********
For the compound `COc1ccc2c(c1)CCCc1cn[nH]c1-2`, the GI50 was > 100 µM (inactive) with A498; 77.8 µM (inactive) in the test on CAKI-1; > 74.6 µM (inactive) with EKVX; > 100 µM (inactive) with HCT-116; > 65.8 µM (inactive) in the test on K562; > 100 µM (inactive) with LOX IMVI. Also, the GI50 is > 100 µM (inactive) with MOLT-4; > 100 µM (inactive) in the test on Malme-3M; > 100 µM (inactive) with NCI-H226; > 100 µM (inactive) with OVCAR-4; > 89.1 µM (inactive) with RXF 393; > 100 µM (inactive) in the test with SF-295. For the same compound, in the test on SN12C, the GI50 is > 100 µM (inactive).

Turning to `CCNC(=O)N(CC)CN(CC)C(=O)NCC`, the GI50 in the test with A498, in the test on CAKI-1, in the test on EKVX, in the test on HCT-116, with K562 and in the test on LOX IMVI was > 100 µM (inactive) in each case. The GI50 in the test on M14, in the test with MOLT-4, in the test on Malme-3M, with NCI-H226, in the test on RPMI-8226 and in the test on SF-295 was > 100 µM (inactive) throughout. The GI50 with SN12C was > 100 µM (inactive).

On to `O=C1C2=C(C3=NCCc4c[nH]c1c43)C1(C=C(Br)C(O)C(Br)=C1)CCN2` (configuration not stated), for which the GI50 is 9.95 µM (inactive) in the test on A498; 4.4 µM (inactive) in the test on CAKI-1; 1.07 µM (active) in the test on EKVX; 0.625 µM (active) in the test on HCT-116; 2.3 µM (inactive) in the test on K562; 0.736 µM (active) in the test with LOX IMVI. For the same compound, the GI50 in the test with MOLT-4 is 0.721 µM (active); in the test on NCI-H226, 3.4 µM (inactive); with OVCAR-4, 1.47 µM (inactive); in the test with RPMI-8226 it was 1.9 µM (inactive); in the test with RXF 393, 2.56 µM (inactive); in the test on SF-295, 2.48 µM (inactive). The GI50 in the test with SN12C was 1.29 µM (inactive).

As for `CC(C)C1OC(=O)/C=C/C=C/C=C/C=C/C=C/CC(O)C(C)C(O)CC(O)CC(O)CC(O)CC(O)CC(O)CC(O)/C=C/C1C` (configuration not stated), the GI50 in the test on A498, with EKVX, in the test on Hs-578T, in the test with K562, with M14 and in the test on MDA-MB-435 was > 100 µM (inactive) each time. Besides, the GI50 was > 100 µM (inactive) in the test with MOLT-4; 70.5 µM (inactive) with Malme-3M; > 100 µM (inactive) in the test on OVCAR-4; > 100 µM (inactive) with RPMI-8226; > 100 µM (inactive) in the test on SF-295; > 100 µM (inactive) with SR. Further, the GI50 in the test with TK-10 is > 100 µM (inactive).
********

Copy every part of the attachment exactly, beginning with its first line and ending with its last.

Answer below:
For the compound `COc1ccc2c(c1)CCCc1cn[nH]c1-2`, the GI50 was > 100 µM (inactive) with A498; 77.8 µM (inactive) in the test on CAKI-1; > 74.6 µM (inactive) with EKVX; > 100 µM (inactive) with HCT-116; > 65.8 µM (inactive) in the test on K562; > 100 µM (inactive) with LOX IMVI. Also, the GI50 is > 100 µM (inactive) with MOLT-4; > 100 µM (inactive) in the test on Malme-3M; > 100 µM (inactive) with NCI-H226; > 100 µM (inactive) with OVCAR-4; > 89.1 µM (inactive) with RXF 393; > 100 µM (inactive) in the test with SF-295. For the same compound, in the test on SN12C, the GI50 is > 100 µM (inactive).

Turning to `CCNC(=O)N(CC)CN(CC)C(=O)NCC`, the GI50 in the test with A498, in the test on CAKI-1, in the test on EKVX, in the test on HCT-116, with K562 and in the test on LOX IMVI was > 100 µM (inactive) in each case. The GI50 in the test on M14, in the test with MOLT-4, in the test on Malme-3M, with NCI-H226, in the test on RPMI-8226 and in the test on SF-295 was > 100 µM (inactive) throughout. The GI50 with SN12C was > 100 µM (inactive).

On to `O=C1C2=C(C3=NCCc4c[nH]c1c43)C1(C=C(Br)C(O)C(Br)=C1)CCN2` (configuration not stated), for which the GI50 is 9.95 µM (inactive) in the test on A498; 4.4 µM (inactive) in the test on CAKI-1; 1.07 µM (active) in the test on EKVX; 0.625 µM (active) in the test on HCT-116; 2.3 µM (inactive) in the test on K562; 0.736 µM (active) in the test with LOX IMVI. For the same compound, the GI50 in the test with MOLT-4 is 0.721 µM (active); in the test on NCI-H226, 3.4 µM (inactive); with OVCAR-4, 1.47 µM (inactive); in the test with RPMI-8226 it was 1.9 µM (inactive); in the test with RXF 393, 2.56 µM (inactive); in the test on SF-295, 2.48 µM (inactive). The GI50 in the test with SN12C was 1.29 µM (inactive).

As for `CC(C)C1OC(=O)/C=C/C=C/C=C/C=C/C=C/CC(O)C(C)C(O)CC(O)CC(O)CC(O)CC(O)CC(O)CC(O)/C=C/C1C` (configuration not stated), the GI50 in the test on A498, with EKVX, in the test on Hs-578T, in the test with K562, with M14 and in the test on MDA-MB-435 was > 100 µM (inactive) each time. Besides, the GI50 was > 100 µM (inactive) in the test with MOLT-4; 70.5 µM (inactive) with Malme-3M; > 100 µM (inactive) in the test on OVCAR-4; > 100 µM (inactive) with RPMI-8226; > 100 µM (inactive) in the test on SF-295; > 100 µM (inactive) with SR. Further, the GI50 in the test with TK-10 is > 100 µM (inactive).